- “the blessing-cup, which we bless, is it not a sharing in the blood of
Christ; and the loaf of bread which we break, is it not a sharing in the
body of Christ?” (1 Cor 10:16)

- rules for receiving the Eucharist in Holy Communion:
- the Didache, one of the oldest Christian documents
Let no one eat or drink of this Eucharist with you except those who have been baptized in the name of the Lord; for it was in reference to this that the Lord said, 'Do not give that which is holy to dogs.' (c. 100 AD)

- Theodore of Mospsuestia (c. 350 AD) - Communion in the hand

Do not approach with hands extended and fingers open wide.
Rather make of your left hand a throne for your right as it is about
to receive your King, and receive the Body of Christ in the fold of
your hand, responding ‘Amen.’

Church in the Middle Ages
- Council of Trent (c. 1550 AD)

First of all, the holy council teaches and openly and plainly
professes that after the consecration of bread and wine, our Lord
Jesus Christ, true God and true man, is truly, really and
substantially contained in the august sacrament of the Holy
Eucharist under the appearance of those sensible things.

e. the Saints and the Eucharist
- St. John Chrysostom (347-407 AD):
We become one with Him: we become one Body and one Flesh with Christ... Jesus, for the burning love He bore us, wished to unite Himself so closely to us that we should become one and the same with Him for such is the dream of true lovers.
When you see the Lord immolated and lying upon the altar, and the priest bent over that sacrifice praying, and all the people empurpled by that precious Blood, can you think that you are still among men and on earth? Or are you not lifted up to heaven? Is not every carnal affection deposed? Do you not with pure mind and clean heart contemplate the things of heaven?

- St Therese of Lisieux (1873-1897)

"Do you realize that Jesus is there in the tabernacle expressly for you-
for you alone? He burns with the desire to come into your heart... Receive Communion often, very often...there you will have the sole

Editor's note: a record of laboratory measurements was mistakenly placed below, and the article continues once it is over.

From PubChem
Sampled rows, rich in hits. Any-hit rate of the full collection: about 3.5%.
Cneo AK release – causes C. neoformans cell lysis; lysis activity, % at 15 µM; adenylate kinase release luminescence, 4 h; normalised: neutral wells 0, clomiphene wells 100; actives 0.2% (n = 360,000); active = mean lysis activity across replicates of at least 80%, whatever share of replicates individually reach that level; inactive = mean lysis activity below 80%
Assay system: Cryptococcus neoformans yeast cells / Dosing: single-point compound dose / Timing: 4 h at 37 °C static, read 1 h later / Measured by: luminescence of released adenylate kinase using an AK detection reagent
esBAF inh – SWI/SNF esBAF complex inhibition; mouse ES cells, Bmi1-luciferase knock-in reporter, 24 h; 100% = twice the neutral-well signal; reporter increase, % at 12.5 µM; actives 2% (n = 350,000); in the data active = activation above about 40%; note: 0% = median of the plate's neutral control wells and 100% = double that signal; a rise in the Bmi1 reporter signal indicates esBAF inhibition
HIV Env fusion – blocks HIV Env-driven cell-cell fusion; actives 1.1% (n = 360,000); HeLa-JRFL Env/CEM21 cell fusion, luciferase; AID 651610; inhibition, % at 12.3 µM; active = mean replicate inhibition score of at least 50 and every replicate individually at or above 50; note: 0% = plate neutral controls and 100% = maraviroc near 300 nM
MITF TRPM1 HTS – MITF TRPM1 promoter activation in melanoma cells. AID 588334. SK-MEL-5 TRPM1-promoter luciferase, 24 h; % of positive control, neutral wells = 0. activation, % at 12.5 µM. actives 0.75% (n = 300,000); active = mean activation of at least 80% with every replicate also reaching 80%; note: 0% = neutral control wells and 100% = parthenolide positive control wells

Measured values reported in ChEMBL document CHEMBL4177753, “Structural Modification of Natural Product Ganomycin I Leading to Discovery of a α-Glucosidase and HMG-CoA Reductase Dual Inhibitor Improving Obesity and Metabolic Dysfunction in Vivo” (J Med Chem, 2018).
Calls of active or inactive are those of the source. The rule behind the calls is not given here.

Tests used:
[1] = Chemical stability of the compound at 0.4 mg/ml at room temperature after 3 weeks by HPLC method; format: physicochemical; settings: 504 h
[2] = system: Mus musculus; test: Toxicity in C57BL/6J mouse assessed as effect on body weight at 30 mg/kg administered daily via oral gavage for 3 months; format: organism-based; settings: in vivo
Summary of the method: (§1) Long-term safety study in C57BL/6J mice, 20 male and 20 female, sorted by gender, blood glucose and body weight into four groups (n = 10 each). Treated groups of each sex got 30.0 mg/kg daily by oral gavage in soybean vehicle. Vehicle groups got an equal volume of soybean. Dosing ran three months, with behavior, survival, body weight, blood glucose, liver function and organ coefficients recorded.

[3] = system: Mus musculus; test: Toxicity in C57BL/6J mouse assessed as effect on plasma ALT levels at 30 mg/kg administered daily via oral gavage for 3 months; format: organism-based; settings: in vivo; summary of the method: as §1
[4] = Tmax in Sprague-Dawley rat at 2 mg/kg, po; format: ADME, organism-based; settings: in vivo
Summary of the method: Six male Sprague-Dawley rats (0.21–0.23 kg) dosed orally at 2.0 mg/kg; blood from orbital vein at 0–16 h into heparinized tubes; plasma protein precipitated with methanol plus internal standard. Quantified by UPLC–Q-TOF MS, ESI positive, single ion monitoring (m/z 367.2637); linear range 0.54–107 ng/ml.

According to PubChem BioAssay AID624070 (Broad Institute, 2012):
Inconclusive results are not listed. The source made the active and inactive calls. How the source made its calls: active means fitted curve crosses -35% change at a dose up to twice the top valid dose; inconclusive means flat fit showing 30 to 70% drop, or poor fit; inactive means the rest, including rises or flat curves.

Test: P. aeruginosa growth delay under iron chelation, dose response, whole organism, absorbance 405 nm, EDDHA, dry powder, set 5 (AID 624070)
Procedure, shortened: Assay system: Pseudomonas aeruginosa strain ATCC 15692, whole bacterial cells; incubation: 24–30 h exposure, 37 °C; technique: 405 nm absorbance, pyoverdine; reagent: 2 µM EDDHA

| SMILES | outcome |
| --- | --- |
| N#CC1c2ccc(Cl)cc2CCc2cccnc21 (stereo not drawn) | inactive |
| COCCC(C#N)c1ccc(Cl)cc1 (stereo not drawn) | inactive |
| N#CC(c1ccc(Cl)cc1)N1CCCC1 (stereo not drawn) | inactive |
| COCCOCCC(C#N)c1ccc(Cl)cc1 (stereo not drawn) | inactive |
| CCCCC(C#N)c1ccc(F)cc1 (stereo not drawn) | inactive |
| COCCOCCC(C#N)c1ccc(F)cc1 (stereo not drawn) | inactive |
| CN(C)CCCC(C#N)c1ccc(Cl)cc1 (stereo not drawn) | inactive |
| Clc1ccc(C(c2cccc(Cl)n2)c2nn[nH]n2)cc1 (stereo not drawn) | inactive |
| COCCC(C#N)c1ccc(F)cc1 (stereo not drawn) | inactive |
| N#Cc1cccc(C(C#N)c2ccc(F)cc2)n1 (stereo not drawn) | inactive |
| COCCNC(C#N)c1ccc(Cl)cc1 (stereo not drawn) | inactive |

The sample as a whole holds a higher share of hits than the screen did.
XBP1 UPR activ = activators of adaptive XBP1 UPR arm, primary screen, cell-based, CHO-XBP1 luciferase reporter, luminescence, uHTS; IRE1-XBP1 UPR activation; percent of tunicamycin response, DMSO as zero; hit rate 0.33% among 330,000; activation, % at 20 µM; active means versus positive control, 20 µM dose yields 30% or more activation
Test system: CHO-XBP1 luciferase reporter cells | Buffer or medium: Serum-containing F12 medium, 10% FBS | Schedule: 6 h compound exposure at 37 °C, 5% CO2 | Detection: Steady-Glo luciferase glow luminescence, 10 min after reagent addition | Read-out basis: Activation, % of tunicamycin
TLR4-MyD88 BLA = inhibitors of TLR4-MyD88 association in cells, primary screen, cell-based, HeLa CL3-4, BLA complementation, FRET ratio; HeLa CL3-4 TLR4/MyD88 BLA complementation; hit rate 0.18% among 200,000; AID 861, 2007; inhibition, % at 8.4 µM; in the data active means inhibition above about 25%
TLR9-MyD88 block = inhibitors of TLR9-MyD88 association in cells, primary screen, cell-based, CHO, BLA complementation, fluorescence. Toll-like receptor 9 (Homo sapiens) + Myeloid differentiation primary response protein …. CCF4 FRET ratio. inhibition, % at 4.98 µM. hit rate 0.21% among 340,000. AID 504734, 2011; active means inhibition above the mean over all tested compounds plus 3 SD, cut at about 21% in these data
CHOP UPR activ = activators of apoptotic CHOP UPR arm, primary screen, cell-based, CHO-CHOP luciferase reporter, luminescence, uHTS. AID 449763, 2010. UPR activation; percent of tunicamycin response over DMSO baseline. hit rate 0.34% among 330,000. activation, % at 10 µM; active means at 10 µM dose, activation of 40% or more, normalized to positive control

remedy, if you want to be cured."

- St. Joseph Moscati (1880-1927)
When this busy doctor was asked how he managed to cope with his demanding schedule, he replied: "By the daily reception of Jesus in the Sacrament of The Holy Eucharist."

- Blessed Theresa of Calcutta (1910-1997)
It is labor; it is not only work-it is hard labor. But we wouldn't be able to do it unless we had Mass and Holy Communion in the morning. I know I wouldn't be able to work one week if it were not for that continual force coming from Jesus in the Blessed Sacrament. All of us know that unless we believe and can see Jesus in the appearance of bread on the altar, we will not be able to see Him in the distressing disguise of the poor. Therefore these two loves are but one in Jesus."

f. St. John’s, Hollywood and the Eucharist

- Weekday Mass, 8 am
- Adoration of the Blessed Sacrament + Benediction
First Friday of the month, 8:30 am – 8 pm

- Books, videos, tapes - sacristy of Church
- list of books and internet web sites ( see attached)
- parish blog site:

1. Books
With us today – on the real presence of Jesus Christ in the Eucharist
- Fr. John A. Hardon, SJ

Praying in the Presence of the Lord
- Fr. Benedict J. Groeschel, CFR

This is my Body, this is my blood – miracles of the Eucharist

- Bob and Penny Lord